In December of 2016 the RISD Museum needed to deinstall its European Galleries in order to renovate them. In order to keep the objects on view during this project and accommodate them after their removal, the museum decided to put them in the galleries dedicated to major, temporary exhibitions, titling it Intermission.
Returning to the newly renovated European Galleries in the Fall of 2017, the collection will be displayed to reflect the issues, materials, and processes that shaped artistic production. Works of art from the Middle East and Asia will appear alongside European works, demonstrating how artists translated new knowledge about the world. This continues the RISD Museum’s reinterpretation project, initiated in 2009, which has included new installations for art from Asia, ancient Greece and Rome, and ancient Egypt, as well as for costumes and textiles.
The exhibition design for Intermission needed to communicate this “open storage” idea. That this temporary display was something that was very unusual for a museum gallery and was offering a unique opportunity to see these objects un-curated and out of context.
To focus on the idea that this display was a pause from the ordinary for an art museum we used a signifier that performs this function in text, the bracket. Brackets are a pair of marks used to enclose words or figures so as to separate them from the context. Here we used large matte vinyl brackets to enclose the works of art on display when seen from the initial vantage point at the entry of the gallery. We used the white walls of the gallery and black vinyl to keep the graphics tied to their syntactic function. We wanted to keep the graphics as simple as possible to communicate that the viewer was really free to create their own didactics here. Unhinged from culture, medium, or timeline – all conventional art museum display methodologies — Intermission would offer a unique chance to apply personal narrative and importance to works.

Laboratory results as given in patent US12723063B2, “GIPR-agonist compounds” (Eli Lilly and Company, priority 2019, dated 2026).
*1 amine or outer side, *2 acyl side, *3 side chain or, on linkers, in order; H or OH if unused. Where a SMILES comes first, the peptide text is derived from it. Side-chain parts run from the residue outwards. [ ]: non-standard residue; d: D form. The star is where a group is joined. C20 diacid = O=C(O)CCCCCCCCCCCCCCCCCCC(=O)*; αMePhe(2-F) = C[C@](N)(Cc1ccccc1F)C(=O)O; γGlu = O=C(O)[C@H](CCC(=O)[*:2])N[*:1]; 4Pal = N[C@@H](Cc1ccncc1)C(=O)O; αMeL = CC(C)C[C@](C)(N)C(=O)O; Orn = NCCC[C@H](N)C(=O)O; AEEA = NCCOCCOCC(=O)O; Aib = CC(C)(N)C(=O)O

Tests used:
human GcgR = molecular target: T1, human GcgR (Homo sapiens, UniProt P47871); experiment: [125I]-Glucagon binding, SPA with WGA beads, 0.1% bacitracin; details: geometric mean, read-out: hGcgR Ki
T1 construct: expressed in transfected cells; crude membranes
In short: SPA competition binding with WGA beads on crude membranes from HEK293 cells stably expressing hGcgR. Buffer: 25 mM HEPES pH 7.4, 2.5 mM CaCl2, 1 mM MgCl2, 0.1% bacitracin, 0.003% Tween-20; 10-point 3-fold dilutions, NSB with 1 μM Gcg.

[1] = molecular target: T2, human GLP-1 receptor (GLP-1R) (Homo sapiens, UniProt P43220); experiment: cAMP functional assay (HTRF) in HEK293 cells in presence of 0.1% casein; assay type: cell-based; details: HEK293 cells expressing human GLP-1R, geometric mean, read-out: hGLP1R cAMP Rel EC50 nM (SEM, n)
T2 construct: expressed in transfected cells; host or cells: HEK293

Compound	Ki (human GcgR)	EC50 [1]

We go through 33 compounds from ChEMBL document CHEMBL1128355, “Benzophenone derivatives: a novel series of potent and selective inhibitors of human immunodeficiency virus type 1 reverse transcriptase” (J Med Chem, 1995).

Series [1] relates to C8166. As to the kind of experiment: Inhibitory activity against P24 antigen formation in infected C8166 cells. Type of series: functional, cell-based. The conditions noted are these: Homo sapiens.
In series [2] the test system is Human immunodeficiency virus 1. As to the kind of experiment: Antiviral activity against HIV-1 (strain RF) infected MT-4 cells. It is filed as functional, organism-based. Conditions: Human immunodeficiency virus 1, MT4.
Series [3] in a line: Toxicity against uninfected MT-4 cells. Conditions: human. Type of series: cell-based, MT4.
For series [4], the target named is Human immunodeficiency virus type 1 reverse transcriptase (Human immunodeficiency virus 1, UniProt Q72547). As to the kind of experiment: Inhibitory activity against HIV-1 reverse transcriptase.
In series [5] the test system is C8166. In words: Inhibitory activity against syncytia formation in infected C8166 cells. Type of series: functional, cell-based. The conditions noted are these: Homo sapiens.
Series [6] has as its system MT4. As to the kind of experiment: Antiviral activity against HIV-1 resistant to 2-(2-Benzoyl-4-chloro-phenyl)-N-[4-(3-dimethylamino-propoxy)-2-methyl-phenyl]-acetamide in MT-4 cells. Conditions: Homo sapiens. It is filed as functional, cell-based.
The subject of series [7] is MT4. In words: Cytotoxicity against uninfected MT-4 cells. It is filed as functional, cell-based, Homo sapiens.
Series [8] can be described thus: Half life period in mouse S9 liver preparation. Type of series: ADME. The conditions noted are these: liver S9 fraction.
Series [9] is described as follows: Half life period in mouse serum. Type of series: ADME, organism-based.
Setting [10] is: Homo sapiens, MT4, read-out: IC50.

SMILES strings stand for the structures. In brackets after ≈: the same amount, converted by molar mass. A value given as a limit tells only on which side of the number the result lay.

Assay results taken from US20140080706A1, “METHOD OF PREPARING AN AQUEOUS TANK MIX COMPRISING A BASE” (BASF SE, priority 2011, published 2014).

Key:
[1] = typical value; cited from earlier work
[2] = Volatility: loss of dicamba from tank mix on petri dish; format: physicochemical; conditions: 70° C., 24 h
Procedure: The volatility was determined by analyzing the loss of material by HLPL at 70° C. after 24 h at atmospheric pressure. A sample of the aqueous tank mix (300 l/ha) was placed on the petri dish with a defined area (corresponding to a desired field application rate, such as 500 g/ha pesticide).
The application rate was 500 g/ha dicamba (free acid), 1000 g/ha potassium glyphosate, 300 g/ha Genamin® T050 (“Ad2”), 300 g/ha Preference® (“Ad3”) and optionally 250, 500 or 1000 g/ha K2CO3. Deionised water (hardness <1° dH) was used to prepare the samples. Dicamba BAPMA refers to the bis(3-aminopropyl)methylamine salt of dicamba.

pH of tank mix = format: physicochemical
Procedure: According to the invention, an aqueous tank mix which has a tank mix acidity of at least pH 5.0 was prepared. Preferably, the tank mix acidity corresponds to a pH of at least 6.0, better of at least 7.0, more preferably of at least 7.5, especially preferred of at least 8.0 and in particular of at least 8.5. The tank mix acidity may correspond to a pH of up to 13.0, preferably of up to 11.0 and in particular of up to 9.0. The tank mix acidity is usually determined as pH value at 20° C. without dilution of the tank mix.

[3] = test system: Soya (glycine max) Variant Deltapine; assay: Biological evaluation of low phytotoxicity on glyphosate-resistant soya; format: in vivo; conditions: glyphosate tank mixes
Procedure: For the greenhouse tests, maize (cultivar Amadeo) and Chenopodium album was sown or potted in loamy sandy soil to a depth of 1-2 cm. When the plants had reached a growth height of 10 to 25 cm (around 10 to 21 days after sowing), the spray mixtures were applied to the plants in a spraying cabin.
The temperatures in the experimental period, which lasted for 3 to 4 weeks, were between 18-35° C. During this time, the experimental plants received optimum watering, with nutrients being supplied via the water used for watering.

We used a 3-d modeling program to configure the objects in the gallery and scale the title to create the grammatical reference of the brackets. June drew custom brackets adjusting the stroke width to work at that scale calling the right amount of attention to them in the gallery. The serif typeface Arnhem, part of the museum brand, that might typically be used for a text face for this collection, gives this exhibition a more contemporary look used at this scale and in this bolder black and white color scheme.
By keeping the objects on view, the museum could continue using them in their on-going programs, save time and money of moving the objects and storing them off-site, and offer a chance to see works in the collection outside of methodologies that can be criticized as privileging one point of view over others.
On the downside, visitors do often want to know more about the works and what their art historical significance is and even though they could learn more about them from the url to the museum's website, many of the objects don't have any extended text about them beyond their title, maker, medium, date, etc. So sometimes letting the works speak for themselves, leaves visitors wanting to know more.
art direction: Derek Schusterbauer, graphic design: June Shin, photos: Brendan Campbell